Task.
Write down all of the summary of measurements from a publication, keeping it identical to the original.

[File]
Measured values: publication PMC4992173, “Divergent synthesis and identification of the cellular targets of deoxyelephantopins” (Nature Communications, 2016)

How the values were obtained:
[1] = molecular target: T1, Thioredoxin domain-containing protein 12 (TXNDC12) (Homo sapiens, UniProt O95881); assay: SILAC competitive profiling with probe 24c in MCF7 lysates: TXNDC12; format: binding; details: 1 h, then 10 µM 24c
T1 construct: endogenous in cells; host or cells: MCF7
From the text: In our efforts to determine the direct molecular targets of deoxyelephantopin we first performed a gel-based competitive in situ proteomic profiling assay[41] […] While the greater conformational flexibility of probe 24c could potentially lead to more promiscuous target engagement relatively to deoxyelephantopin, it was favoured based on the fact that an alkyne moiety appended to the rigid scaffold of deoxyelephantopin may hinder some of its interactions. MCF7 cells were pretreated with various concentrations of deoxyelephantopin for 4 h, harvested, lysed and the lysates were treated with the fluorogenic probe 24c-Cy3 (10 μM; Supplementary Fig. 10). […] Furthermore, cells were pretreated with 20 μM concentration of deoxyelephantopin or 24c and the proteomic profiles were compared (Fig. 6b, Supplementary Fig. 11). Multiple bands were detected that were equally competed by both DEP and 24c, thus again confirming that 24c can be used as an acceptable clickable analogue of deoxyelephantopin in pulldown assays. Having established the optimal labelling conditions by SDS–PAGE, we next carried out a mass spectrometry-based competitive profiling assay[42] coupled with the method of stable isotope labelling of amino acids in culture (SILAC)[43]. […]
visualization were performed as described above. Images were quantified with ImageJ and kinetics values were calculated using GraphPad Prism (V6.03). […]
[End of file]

Measured values: publication PMC4992173, “Divergent synthesis and identification of the cellular targets of deoxyelephantopins” (Nature Communications, 2016)

How the values were obtained:
[1] = molecular target: T1, Thioredoxin domain-containing protein 12 (TXNDC12) (Homo sapiens, UniProt O95881); assay: SILAC competitive profiling with probe 24c in MCF7 lysates: TXNDC12; format: binding; details: 1 h, then 10 µM 24c
T1 construct: endogenous in cells; host or cells: MCF7
From the text: In our efforts to determine the direct molecular targets of deoxyelephantopin we first performed a gel-based competitive in situ proteomic profiling assay[41] […] While the greater conformational flexibility of probe 24c could potentially lead to more promiscuous target engagement relatively to deoxyelephantopin, it was favoured based on the fact that an alkyne moiety appended to the rigid scaffold of deoxyelephantopin may hinder some of its interactions. MCF7 cells were pretreated with various concentrations of deoxyelephantopin for 4 h, harvested, lysed and the lysates were treated with the fluorogenic probe 24c-Cy3 (10 μM; Supplementary Fig. 10). […] Furthermore, cells were pretreated with 20 μM concentration of deoxyelephantopin or 24c and the proteomic profiles were compared (Fig. 6b, Supplementary Fig. 11). Multiple bands were detected that were equally competed by both DEP and 24c, thus again confirming that 24c can be used as an acceptable clickable analogue of deoxyelephantopin in pulldown assays. Having established the optimal labelling conditions by SDS–PAGE, we next carried out a mass spectrometry-based competitive profiling assay[42] coupled with the method of stable isotope labelling of amino acids in culture (SILAC)[43]. […]
visualization were performed as described above. Images were quantified with ImageJ and kinetics values were calculated using GraphPad Prism (V6.03). […]